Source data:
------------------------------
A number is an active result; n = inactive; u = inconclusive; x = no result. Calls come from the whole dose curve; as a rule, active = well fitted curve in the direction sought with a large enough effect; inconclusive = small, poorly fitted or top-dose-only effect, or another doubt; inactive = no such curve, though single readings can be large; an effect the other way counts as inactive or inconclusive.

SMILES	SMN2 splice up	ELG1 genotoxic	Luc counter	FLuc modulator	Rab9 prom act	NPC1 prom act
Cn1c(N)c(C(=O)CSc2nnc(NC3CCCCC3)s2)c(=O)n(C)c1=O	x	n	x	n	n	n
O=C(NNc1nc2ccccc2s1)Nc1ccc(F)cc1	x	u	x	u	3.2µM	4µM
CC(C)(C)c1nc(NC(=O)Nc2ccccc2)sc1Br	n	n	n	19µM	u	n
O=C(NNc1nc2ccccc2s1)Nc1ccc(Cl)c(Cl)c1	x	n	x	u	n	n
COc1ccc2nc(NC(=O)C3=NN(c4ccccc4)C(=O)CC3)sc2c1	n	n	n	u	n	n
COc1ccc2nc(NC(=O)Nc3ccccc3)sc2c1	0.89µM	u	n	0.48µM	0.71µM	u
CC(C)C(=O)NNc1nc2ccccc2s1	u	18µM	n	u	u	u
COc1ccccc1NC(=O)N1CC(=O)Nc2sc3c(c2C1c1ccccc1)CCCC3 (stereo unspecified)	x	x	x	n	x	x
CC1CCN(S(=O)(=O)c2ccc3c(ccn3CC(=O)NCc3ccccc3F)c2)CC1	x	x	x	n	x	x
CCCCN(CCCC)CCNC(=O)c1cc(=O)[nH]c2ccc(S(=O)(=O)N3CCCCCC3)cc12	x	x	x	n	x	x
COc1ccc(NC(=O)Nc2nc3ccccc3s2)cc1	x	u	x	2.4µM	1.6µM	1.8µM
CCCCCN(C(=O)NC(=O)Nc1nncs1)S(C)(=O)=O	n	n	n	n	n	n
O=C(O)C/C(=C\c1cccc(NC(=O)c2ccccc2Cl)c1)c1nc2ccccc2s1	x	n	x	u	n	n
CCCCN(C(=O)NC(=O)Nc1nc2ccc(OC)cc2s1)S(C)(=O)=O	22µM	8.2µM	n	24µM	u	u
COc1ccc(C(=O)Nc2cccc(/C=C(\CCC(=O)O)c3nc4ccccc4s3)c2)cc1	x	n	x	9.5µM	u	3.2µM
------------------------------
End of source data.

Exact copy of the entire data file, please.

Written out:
A number is an active result; n = inactive; u = inconclusive; x = no result. Calls come from the whole dose curve; as a rule, active = well fitted curve in the direction sought with a large enough effect; inconclusive = small, poorly fitted or top-dose-only effect, or another doubt; inactive = no such curve, though single readings can be large; an effect the other way counts as inactive or inconclusive.

SMILES	SMN2 splice up	ELG1 genotoxic	Luc counter	FLuc modulator	Rab9 prom act	NPC1 prom act
Cn1c(N)c(C(=O)CSc2nnc(NC3CCCCC3)s2)c(=O)n(C)c1=O	x	n	x	n	n	n
O=C(NNc1nc2ccccc2s1)Nc1ccc(F)cc1	x	u	x	u	3.2µM	4µM
CC(C)(C)c1nc(NC(=O)Nc2ccccc2)sc1Br	n	n	n	19µM	u	n
O=C(NNc1nc2ccccc2s1)Nc1ccc(Cl)c(Cl)c1	x	n	x	u	n	n
COc1ccc2nc(NC(=O)C3=NN(c4ccccc4)C(=O)CC3)sc2c1	n	n	n	u	n	n
COc1ccc2nc(NC(=O)Nc3ccccc3)sc2c1	0.89µM	u	n	0.48µM	0.71µM	u
CC(C)C(=O)NNc1nc2ccccc2s1	u	18µM	n	u	u	u
COc1ccccc1NC(=O)N1CC(=O)Nc2sc3c(c2C1c1ccccc1)CCCC3 (stereo unspecified)	x	x	x	n	x	x
CC1CCN(S(=O)(=O)c2ccc3c(ccn3CC(=O)NCc3ccccc3F)c2)CC1	x	x	x	n	x	x
CCCCN(CCCC)CCNC(=O)c1cc(=O)[nH]c2ccc(S(=O)(=O)N3CCCCCC3)cc12	x	x	x	n	x	x
COc1ccc(NC(=O)Nc2nc3ccccc3s2)cc1	x	u	x	2.4µM	1.6µM	1.8µM
CCCCCN(C(=O)NC(=O)Nc1nncs1)S(C)(=O)=O	n	n	n	n	n	n
O=C(O)C/C(=C\c1cccc(NC(=O)c2ccccc2Cl)c1)c1nc2ccccc2s1	x	n	x	u	n	n
CCCCN(C(=O)NC(=O)Nc1nc2ccc(OC)cc2s1)S(C)(=O)=O	22µM	8.2µM	n	24µM	u	u
COc1ccc(C(=O)Nc2cccc(/C=C(\CCC(=O)O)c3nc4ccccc4s3)c2)cc1	x	n	x	9.5µM	u	3.2µM